The US healthcare system never seems to catch a break, unfortunately. It’s facing one of the biggest and worst challenges it has faced in decades (read: the pandemic). While facing it, healthcare providers are continuously looking to improve healthcare services, enhance patient safety, reduce preventable medical errors, and increase positive patient outcomes. To do so, hospitals and health systems need to address Several issues they regularly face, one of which is patient data corruption that leads to medical record mix-ups, among other issues. While you can learn how to improve patient information protection, this is a continuation of the topic. While you can learn how to improve patient information protection, this is a continuation of the topic. That being said, take a look at the consequences of not protecting patient data and a few more ways hospitals can protect patient data and improve healthcare outcomes.
Why hospitals must protect patient data at all times
Patient information such as vitals, allergies, medications, medical history, diagnoses, lab test results, names, and addresses are now recorded within EHRs (electronic health records). As a result, protecting patient data is of utmost importance.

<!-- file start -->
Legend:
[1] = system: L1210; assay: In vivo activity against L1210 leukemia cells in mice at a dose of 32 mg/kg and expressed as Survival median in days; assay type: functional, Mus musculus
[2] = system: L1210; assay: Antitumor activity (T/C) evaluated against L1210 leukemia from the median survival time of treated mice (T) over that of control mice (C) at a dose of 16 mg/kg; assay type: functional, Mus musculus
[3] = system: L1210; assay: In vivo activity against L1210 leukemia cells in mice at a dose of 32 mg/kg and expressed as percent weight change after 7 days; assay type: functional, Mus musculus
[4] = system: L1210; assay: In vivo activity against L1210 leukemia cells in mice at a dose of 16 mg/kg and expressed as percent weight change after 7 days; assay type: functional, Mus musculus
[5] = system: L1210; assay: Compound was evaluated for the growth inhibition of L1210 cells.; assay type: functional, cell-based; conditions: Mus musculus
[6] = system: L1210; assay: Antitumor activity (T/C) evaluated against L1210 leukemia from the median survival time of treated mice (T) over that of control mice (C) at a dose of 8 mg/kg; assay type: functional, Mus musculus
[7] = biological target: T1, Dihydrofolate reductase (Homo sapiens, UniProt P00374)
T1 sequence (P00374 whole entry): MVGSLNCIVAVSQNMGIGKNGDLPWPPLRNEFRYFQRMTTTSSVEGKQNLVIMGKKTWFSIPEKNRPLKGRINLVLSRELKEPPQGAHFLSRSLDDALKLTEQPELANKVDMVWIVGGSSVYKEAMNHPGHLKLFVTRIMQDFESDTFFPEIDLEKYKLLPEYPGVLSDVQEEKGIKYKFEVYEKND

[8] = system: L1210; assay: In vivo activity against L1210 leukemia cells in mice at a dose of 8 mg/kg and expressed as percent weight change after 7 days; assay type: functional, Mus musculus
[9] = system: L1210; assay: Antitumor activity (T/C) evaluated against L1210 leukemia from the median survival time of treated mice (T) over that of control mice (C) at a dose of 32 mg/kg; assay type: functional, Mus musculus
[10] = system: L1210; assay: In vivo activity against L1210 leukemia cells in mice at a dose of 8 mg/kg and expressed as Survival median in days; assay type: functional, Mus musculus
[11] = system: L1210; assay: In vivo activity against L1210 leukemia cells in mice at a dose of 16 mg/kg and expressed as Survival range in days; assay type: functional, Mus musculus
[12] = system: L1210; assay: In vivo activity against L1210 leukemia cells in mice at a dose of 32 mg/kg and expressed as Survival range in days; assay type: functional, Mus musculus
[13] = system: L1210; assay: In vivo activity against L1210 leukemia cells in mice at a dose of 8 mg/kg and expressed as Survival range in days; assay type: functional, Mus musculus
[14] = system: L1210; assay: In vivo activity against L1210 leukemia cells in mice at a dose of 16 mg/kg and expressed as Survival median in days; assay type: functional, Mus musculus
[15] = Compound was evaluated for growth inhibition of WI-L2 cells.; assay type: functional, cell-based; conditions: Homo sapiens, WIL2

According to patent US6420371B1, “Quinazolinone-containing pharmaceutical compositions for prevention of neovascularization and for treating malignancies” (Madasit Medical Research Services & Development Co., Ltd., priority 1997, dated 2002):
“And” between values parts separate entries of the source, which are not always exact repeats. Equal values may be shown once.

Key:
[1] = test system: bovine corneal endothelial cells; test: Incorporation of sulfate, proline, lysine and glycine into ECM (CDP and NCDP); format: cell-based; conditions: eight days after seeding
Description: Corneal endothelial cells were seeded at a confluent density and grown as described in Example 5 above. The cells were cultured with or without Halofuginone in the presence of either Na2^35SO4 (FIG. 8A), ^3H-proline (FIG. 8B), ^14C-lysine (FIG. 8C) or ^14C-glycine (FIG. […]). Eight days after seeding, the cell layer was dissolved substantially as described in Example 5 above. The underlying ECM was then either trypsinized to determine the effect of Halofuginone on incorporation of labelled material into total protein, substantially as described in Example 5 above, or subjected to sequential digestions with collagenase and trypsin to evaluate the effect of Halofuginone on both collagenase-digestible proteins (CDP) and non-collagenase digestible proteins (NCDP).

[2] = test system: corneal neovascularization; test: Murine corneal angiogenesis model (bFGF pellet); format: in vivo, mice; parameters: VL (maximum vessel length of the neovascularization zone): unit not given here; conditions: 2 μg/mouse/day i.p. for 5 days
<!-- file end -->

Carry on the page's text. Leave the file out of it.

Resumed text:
Not protecting patient data can lead to:
- Data breaches
- Patient data corruption
- Medical identity theft
- Litigation costs
- HIPAA penalties
- Compromised patient records
- Detrimental patient outcomes
As a result, hospitals must prioritize protecting patient information at all times. While we’ve already seen some ways to do that, let’s explore a few more ways how hospitals can protect patient data, ensure patient safety, and improve healthcare outcomes in the process.
Five more ways healthcare providers can protect patient data
Monitor and restrict access to unauthorized applications.
Patient data is undoubtedly one of the most important and sensitive pieces of information, which is why hackers sell it for up to $1000 after stealing it. However, internal breaches must be taken into consideration and many might use the information for nefarious purposes.
After monitoring which individuals and applications have access to patient information, restricting unauthorized users and applications can significantly improve patient data security, reducing chances of an unwanted incident. However, that’s not enough, as continuous monitoring is required to detect new changes or anomalies that might hamper patient information. Moreover, ensuring effective authentication protocols can take patient data security one step further.
Monitor and restrict the usage of unauthorized applications.
One of the more overlooked reasons that cause data breaches is not monitoring the software installed on employees’ computers. While this might seem too small an issue, it can have huge implications. Unwanted, redundant, unlicensed, or nonsecure software can lead to data breaches as they might be malicious and contain malware. Thus, monitoring and controlling applications on your employees’ computers can boost security significantly.